The effects of extraversion on the usage of and attitudes towards Facebook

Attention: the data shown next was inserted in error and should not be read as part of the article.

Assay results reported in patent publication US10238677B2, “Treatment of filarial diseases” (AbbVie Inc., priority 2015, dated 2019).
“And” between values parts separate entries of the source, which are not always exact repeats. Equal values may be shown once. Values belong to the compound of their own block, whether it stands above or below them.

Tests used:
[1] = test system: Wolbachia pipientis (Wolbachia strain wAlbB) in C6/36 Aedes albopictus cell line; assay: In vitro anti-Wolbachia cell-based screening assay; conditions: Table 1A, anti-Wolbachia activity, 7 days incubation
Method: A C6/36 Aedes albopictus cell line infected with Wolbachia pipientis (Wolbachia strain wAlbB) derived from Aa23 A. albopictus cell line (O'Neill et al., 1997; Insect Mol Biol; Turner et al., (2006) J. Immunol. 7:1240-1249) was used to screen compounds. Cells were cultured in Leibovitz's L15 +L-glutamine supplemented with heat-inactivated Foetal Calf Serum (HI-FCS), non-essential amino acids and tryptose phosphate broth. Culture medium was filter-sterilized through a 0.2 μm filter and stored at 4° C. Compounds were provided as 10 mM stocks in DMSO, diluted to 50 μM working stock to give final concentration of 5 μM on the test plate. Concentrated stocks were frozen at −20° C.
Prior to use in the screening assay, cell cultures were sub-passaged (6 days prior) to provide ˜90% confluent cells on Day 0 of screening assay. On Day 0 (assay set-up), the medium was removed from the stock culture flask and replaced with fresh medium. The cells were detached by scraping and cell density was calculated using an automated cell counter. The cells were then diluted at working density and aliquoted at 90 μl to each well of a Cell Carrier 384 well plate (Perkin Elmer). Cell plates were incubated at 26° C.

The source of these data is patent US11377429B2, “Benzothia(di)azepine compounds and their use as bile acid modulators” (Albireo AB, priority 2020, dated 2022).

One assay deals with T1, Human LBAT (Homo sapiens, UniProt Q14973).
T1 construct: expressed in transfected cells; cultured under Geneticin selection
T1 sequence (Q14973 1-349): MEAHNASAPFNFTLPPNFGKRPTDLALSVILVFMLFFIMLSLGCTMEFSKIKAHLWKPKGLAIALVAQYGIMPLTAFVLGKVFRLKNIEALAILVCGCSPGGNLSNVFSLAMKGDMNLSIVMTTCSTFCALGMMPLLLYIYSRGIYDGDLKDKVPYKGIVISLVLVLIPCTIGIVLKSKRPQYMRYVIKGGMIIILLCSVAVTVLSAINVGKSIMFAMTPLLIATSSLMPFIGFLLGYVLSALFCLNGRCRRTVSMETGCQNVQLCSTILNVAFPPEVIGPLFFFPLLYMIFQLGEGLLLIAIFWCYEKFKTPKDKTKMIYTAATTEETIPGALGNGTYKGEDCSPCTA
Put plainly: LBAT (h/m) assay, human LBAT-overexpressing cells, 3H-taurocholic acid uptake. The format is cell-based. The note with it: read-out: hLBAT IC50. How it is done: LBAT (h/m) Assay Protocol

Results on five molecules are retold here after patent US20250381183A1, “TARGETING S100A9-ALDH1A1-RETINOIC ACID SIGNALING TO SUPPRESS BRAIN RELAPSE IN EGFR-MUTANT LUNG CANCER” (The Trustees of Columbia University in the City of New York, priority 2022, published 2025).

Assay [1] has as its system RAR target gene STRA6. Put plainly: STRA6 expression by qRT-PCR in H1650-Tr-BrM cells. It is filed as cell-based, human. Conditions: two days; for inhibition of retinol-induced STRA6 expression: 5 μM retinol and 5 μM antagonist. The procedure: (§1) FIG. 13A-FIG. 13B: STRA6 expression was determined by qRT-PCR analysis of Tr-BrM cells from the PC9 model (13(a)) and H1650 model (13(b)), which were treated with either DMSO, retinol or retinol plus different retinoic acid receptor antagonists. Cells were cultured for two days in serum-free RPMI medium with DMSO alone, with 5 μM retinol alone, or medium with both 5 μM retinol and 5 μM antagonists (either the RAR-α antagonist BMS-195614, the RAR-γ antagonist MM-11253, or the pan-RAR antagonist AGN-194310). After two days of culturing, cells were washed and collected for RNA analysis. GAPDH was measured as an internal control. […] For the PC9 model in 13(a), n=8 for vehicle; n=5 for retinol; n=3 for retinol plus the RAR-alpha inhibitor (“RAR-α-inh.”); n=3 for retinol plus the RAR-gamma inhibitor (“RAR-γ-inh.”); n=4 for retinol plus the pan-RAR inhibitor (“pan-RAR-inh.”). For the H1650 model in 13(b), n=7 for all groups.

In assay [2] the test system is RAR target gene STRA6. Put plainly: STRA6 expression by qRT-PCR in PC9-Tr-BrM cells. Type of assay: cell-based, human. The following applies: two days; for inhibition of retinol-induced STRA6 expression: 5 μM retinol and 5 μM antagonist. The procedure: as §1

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The present research builds on existing research into personality and the use of the Internet by investigating a) whether extraversion is negatively correlated with time spent actively using the online social network site Facebook; b) whether introverts and extraverts use Facebook differently, and c) whether introverts and extraverts have different attitudes towards Facebook. 672 respondents completed an online survey reporting the time they spend actively using Facebook, their specific uses of Facebook and their attitudes towards Facebook, as well as completing a version of Eysenck’s Personality Inventory (EPI) to measure extraversion. Findings demonstrate that extraversion does not appear to be a highly significant predictor of time spent using Facebook or attitudes held about Facebook. However, there was some evidence to suggest that extraversion affects specific uses of Facebook, namely that extraversion predicts greater activity in terms of recreational, communicative and public activities. As introverts and extraverts do not appear to differ hugely in their usage of Facebook, it was concluded that Facebook is an “even playing field” for introverts and extraverts alike. Implications of the results and possible future research are discussed.